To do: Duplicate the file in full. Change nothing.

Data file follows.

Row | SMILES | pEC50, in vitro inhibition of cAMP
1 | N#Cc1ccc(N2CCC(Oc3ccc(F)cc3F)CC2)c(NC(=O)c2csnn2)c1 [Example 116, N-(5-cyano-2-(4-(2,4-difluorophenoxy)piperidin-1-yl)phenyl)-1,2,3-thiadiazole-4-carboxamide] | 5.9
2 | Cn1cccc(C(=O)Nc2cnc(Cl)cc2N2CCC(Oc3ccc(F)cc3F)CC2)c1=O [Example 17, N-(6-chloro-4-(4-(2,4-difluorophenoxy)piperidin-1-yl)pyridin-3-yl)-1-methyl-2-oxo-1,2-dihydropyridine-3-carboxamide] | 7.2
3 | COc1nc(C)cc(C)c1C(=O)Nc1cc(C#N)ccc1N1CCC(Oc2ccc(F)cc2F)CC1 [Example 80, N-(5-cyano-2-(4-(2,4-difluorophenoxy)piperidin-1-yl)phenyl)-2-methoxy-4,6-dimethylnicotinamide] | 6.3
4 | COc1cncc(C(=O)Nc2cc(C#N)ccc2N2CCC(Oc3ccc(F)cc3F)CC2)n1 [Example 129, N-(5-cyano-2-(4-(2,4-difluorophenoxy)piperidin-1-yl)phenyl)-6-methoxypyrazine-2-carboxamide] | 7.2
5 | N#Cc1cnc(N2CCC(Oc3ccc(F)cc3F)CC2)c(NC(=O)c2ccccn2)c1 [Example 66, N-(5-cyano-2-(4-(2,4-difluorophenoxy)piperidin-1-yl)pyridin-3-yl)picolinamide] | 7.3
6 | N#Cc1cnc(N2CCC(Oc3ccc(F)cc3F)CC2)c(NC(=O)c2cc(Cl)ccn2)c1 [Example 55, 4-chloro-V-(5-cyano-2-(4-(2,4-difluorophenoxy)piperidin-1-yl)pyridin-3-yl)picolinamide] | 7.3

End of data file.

Row | SMILES | pEC50, in vitro inhibition of cAMP
1 | N#Cc1ccc(N2CCC(Oc3ccc(F)cc3F)CC2)c(NC(=O)c2csnn2)c1 [Example 116, N-(5-cyano-2-(4-(2,4-difluorophenoxy)piperidin-1-yl)phenyl)-1,2,3-thiadiazole-4-carboxamide] | 5.9
2 | Cn1cccc(C(=O)Nc2cnc(Cl)cc2N2CCC(Oc3ccc(F)cc3F)CC2)c1=O [Example 17, N-(6-chloro-4-(4-(2,4-difluorophenoxy)piperidin-1-yl)pyridin-3-yl)-1-methyl-2-oxo-1,2-dihydropyridine-3-carboxamide] | 7.2
3 | COc1nc(C)cc(C)c1C(=O)Nc1cc(C#N)ccc1N1CCC(Oc2ccc(F)cc2F)CC1 [Example 80, N-(5-cyano-2-(4-(2,4-difluorophenoxy)piperidin-1-yl)phenyl)-2-methoxy-4,6-dimethylnicotinamide] | 6.3
4 | COc1cncc(C(=O)Nc2cc(C#N)ccc2N2CCC(Oc3ccc(F)cc3F)CC2)n1 [Example 129, N-(5-cyano-2-(4-(2,4-difluorophenoxy)piperidin-1-yl)phenyl)-6-methoxypyrazine-2-carboxamide] | 7.2
5 | N#Cc1cnc(N2CCC(Oc3ccc(F)cc3F)CC2)c(NC(=O)c2ccccn2)c1 [Example 66, N-(5-cyano-2-(4-(2,4-difluorophenoxy)piperidin-1-yl)pyridin-3-yl)picolinamide] | 7.3
6 | N#Cc1cnc(N2CCC(Oc3ccc(F)cc3F)CC2)c(NC(=O)c2cc(Cl)ccn2)c1 [Example 55, 4-chloro-V-(5-cyano-2-(4-(2,4-difluorophenoxy)piperidin-1-yl)pyridin-3-yl)picolinamide] | 7.3